Sharpshooter

Pawiloma victima | Buenos Aires Province, Argentina

With around 20,000 species worldwide, leafhoppers (family Cicadellidae) are not only the largest family of true bugs (order Hemiptera) but also one of the top ten largest families of all insects. My favorite are “sharpshooters” (subfamily Cicadellinae)—large, distinctive, brightly colored species, and the individual shown in the photo above is no exception. I found it today in a soybean field in western Buenos Aires Province. Leafhoppers do have a reputation for difficult taxonomy due to their diverse numbers and often similar appearance (many can only be distinguished by examination of male genitalia); however, the distinctive color patterns of sharpshooters make many of them relatively easy to identify. The best resource for doing this is Sharpshooter Leafhoppers of the World (Wilson et al. 2009), an excellent website with a searchable photo database of nearly all 2,400 recognized species in the subfamily. According to that site, there are 64 species of sharpshooters recorded from Argentina, with the individual in this photo being a dead ringer for Pawiloma victima.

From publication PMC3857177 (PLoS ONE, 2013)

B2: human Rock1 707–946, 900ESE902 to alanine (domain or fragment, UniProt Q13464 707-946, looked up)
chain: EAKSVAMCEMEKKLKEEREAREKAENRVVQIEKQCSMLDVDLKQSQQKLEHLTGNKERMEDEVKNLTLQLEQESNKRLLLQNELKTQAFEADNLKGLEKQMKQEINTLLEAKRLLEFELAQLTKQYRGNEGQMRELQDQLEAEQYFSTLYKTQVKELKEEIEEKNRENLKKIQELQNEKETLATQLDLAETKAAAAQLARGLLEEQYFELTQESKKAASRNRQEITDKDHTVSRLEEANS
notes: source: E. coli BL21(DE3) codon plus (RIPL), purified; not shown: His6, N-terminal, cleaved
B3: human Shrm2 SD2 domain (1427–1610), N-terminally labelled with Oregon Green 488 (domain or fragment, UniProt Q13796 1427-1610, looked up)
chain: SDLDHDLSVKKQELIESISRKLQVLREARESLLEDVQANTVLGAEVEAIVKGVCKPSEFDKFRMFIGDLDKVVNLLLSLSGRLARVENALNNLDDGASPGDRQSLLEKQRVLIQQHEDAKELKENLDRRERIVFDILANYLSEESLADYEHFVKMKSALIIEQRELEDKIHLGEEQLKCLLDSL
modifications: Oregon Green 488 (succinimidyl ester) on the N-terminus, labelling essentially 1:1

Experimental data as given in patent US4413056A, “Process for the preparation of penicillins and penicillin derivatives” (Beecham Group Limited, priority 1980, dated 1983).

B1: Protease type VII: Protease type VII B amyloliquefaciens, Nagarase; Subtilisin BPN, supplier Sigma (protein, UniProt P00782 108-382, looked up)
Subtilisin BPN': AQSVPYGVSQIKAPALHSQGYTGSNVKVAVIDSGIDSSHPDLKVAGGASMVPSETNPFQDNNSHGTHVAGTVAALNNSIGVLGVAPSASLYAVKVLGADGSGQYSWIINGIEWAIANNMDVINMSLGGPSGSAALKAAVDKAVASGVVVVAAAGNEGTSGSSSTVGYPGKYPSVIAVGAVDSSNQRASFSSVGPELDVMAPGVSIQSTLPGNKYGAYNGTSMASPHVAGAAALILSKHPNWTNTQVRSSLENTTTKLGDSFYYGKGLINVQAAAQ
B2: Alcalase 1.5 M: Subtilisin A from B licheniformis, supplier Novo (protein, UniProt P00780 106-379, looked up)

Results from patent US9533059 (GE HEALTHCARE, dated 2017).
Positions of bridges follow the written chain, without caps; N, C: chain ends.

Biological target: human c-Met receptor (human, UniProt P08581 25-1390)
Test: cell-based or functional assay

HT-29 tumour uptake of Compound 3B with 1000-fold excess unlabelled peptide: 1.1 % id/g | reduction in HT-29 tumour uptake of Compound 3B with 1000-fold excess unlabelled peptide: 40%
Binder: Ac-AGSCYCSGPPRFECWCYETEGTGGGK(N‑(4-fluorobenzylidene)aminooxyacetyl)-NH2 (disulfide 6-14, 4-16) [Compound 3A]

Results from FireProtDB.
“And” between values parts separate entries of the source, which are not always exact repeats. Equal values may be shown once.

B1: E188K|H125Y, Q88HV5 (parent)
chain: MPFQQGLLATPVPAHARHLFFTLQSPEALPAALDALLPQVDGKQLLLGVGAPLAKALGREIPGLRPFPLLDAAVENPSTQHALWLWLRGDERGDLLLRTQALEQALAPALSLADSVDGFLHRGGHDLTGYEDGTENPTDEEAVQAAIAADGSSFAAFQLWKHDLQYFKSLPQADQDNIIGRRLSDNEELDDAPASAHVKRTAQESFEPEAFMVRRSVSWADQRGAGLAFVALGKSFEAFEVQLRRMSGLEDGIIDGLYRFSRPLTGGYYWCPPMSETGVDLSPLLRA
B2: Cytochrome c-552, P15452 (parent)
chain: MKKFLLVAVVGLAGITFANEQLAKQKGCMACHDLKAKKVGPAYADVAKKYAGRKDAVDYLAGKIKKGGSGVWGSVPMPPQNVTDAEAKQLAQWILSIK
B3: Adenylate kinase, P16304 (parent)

REFERENCE:

Wilson M. R., J. A. Turner & S. H. McKamey. 2009. Sharpshooter Leafhoppers of the World (Hemiptera: Cicadellidae subfamily Cicadellinae). Amgueddfa Cymru – National Museum Wales. Available online at http://naturalhistory.museumwales.ac.uk/Sharpshooters [accessed:  8 March 2012 ].

About Ted C. MacRae

Ted C. MacRae is a research entomologist by vocation and beetle taxonomist by avocation. Areas of expertise in the latter include worldwide jewel beetles (Buprestidae) and North American longhorned beetles (Cerambycidae). More recent work has focused on North American tiger beetles (Cicindelidae) and their distribution, ecology, and conservation.
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One Response to Sharpshooter

  1. Dave says:

    Thanks for the link. I should be doing more with leafhoppers.

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